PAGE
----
From: Mason Vander Lugt <ma
From: Mason Vander Lugt <[log in to unmask]>
To: [log in to unmask]
Sent: Tuesday, July 2, 2013 1:27 PM
Subject: Re: [ARSCLIST] Folk Music in America
To bring this back to an earlier point, I don't blame libraries and archives
for embracing new media, but it does leave decades of recordings painfully
unavailable to the margin for whom they're interesting and important.
I wish that all of the original LP reissue labels' back-catalogs were on
Itunes and Amazon too (and congrats/thanks to Folkways, County, Yazoo, etc.
who have done so), but there comes a point that you have to stop wishing and
start doing. I'm not going to say MP3 blogging will solve everything, but
it's sure more accessible than private collections or ILL (most libraries
won't lend sound recordings).
I've been hesitant to suggest this on this list because I know some people
aired concerns over my decision to scan and distribute my copies of "Record
Research" magazine, but FMiA has had a fairly positive reception, so here
goes: If any of you have recordings (78 or LP), or small books or magazines
that you think should be available, but are out of print / off-market, email
me off-list and we can talk about getting them online. I have all the time
in the world, but few resources, and think that the reward is worth the risk
I have often wondered that if it were not for the complexities of the copyrights on recordings, google would have initiated a project similar to their digitization of books.
There are plenty of folks digitizing 78s and LPs and making them available online. They do this through many of the email lists. I submit plenty of air checks to symphonyshare, concertarchive and operashare. There are many other lists with people all over the world digitizing commercial, out of print recordings, as well as in house and broadcast materials. Most of it is done illegally. You upload to a file server outside the US and then post the URL to a list hosted outside the US, but distributed to anyone. Many posters believe if it is 50+ years old, the recording is PD...which can be true in places like Canada...and pre 1961 or so in the EU. Sure, some of the transfers are lousy. Then, there are plenty of commercial recordings (still in print) posted to places like Youtube, etc. But I would assume most of you folks know that. Again, it just seems irrational to me to have laws which cannot and are not enforced. And then we have companies like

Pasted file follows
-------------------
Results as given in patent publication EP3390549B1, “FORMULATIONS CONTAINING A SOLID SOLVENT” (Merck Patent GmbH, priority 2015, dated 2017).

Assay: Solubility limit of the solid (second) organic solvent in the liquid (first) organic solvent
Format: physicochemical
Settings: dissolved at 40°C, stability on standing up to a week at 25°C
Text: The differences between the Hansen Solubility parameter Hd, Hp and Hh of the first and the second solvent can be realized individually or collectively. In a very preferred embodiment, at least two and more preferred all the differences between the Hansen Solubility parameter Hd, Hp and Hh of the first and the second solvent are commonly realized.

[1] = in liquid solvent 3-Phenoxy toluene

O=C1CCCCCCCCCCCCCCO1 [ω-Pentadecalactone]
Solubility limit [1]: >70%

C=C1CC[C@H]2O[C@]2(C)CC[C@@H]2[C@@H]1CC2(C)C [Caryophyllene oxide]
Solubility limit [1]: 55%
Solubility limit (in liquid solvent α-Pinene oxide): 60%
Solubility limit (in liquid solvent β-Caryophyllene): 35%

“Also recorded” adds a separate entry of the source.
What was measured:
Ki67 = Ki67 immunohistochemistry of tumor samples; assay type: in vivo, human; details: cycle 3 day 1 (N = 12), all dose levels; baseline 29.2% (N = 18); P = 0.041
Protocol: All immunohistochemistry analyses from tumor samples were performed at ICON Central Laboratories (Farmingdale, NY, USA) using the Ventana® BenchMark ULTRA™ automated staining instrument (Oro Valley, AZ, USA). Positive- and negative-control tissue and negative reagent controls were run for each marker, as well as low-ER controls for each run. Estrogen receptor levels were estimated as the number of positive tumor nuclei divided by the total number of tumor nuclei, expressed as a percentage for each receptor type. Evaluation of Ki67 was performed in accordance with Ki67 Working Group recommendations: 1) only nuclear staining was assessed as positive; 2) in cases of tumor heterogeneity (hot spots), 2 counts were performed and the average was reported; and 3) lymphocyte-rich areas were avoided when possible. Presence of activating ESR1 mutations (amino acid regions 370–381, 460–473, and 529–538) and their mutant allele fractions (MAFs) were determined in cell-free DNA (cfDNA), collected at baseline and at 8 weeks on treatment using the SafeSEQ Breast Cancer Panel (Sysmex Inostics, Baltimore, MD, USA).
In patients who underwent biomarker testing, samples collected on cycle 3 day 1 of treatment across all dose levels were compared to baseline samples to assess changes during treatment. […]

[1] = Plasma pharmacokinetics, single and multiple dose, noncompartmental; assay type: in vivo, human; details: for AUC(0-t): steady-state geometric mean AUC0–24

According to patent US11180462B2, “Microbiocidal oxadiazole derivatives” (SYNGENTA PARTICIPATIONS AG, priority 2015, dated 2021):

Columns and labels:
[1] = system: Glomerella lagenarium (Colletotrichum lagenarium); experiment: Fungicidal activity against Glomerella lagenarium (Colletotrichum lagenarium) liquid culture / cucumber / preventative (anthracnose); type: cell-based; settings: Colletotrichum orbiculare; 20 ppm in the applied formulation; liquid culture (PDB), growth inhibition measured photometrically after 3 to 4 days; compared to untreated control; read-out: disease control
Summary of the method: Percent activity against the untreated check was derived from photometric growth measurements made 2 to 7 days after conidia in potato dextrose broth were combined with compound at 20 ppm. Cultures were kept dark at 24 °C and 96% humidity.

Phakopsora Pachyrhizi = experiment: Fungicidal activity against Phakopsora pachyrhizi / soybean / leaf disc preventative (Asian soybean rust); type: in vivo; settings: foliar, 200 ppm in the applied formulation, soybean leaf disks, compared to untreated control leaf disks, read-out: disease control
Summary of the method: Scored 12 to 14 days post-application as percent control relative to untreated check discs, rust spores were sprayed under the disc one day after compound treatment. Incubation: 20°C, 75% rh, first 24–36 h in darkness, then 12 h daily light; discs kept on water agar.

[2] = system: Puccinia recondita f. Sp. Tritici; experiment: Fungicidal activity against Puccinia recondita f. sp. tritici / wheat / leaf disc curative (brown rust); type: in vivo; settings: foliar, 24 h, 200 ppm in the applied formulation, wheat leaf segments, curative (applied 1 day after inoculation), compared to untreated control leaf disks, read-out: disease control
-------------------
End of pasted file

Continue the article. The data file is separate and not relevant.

Pristine that have releases which are dubs of commercial discs which are out of copyright outside the US...and sold to US customers.
My label is distributed by Naxos. I point out, to the Naxos legal guy, many illegal uploads to Youtube. He didn't seem interested...
There are those manufacturers who care and believe it is worth their time to track down the "pirates" and then there are those who don't care.
Recommended reading...excellent reports